It’s exciting when we are able to find our ancestors on every census they appeared on, until we reach 1840 and beyond. Those pesky tic marks seem to get in our way as we work to extend our pedigrees. Just what do they mean, and how can they help me? Are they throwing us into a dead end, or can they tell us more? This lecture provides a case study following an eastern Kentucky family back into the area of Germantown, Pennsylvania.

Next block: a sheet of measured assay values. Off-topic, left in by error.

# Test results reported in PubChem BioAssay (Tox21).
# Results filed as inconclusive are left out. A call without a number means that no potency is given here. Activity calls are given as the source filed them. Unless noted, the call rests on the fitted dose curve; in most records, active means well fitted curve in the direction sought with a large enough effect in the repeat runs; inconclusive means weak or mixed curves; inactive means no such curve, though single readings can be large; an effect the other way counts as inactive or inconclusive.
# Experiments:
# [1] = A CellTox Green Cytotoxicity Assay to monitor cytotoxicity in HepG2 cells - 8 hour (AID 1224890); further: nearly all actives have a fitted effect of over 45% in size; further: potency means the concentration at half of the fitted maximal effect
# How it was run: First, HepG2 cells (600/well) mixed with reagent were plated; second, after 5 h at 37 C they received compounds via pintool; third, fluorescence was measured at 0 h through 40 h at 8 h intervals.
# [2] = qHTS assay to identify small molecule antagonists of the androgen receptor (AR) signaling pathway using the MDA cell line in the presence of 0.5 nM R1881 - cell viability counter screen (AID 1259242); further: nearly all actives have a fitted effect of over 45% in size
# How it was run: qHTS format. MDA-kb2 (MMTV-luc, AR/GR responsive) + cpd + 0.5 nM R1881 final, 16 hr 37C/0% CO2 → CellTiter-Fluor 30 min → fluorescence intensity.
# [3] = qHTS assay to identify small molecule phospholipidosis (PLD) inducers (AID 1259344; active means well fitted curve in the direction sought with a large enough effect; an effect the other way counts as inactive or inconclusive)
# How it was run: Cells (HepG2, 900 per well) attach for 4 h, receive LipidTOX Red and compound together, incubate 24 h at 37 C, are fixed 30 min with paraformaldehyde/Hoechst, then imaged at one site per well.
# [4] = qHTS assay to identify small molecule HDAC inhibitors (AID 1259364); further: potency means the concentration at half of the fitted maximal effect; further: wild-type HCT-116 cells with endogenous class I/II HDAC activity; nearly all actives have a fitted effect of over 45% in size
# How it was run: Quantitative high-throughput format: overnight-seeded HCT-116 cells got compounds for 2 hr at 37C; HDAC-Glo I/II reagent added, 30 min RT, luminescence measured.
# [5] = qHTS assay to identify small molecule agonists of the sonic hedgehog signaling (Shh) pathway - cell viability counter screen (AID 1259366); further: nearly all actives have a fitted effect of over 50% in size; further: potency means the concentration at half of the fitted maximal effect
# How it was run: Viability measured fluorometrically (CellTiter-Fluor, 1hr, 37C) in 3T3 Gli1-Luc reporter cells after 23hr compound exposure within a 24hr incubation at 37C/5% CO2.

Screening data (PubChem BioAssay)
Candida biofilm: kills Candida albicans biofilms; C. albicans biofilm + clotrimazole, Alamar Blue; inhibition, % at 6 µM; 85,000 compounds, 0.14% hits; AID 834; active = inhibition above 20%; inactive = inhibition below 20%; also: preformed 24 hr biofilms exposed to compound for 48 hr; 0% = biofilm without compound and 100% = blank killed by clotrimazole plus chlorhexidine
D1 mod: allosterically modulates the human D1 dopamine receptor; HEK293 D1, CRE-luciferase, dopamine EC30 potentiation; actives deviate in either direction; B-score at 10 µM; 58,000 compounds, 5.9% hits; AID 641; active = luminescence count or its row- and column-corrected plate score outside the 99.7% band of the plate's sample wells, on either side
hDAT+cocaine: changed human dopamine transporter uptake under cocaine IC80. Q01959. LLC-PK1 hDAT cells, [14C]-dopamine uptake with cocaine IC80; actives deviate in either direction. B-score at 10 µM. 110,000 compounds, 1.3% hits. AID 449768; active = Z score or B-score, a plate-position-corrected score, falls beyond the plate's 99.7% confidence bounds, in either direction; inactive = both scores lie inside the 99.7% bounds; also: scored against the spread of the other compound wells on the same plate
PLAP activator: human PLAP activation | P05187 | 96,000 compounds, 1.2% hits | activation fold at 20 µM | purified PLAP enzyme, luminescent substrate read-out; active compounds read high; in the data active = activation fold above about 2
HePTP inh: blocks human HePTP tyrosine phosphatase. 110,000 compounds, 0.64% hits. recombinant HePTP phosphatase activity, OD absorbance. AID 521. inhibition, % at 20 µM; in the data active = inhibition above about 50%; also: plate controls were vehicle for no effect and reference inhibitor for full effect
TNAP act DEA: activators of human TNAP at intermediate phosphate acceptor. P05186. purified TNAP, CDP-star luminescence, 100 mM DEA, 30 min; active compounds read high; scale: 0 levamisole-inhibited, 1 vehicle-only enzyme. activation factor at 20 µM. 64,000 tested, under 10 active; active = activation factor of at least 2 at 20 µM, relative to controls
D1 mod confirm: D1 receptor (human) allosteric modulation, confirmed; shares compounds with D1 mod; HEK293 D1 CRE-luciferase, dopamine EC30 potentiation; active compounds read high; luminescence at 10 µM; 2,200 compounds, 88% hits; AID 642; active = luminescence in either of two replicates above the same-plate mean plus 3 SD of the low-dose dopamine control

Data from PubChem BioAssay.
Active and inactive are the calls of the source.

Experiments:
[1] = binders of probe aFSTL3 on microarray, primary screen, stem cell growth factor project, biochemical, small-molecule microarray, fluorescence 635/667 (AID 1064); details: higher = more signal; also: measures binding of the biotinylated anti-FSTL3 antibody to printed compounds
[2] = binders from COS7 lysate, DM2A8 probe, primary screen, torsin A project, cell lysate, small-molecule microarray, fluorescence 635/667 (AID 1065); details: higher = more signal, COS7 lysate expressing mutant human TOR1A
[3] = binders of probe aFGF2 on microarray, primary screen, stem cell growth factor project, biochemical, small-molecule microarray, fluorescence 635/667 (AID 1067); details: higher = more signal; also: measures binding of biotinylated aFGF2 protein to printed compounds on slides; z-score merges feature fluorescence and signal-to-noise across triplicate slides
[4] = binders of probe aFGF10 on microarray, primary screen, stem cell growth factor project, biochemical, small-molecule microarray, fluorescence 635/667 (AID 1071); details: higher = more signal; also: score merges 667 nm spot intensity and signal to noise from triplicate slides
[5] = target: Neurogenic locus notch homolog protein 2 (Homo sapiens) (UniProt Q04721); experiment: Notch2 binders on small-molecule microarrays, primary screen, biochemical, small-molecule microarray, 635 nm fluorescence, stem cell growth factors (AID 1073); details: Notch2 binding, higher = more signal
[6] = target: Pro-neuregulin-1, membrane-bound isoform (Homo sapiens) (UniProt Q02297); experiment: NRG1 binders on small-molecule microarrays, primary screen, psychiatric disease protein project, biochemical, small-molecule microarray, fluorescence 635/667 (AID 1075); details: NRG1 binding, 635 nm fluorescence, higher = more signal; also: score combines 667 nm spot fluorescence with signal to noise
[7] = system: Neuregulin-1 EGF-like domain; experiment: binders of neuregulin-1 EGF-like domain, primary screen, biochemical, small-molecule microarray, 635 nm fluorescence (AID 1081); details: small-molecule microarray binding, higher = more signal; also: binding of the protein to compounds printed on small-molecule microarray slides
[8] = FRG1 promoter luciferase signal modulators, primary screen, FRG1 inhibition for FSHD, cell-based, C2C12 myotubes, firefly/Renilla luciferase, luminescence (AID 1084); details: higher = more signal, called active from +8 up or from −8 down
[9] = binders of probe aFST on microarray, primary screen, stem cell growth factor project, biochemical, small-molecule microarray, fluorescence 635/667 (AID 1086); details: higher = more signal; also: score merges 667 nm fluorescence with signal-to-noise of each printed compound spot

Peggy Clemens Lauritzen, AG, has been involved in family history research since the days of her youth. A favorite snapshot is of her mother getting ready to transcribe in a cemetery just four days before Peggy was born. All four of Peggy's grandparents were born in the 1880's. She can recall their stories of epidemics, funeral customs, weddings, wars, the Depressions, and the joys and hardships of life. They, along with her parents, were born in the days of mules and buckboards, but lived to see men walk on the moon. Peggy and her husband, Kerry are Family History Center Directors in Mansfield, Ohio.
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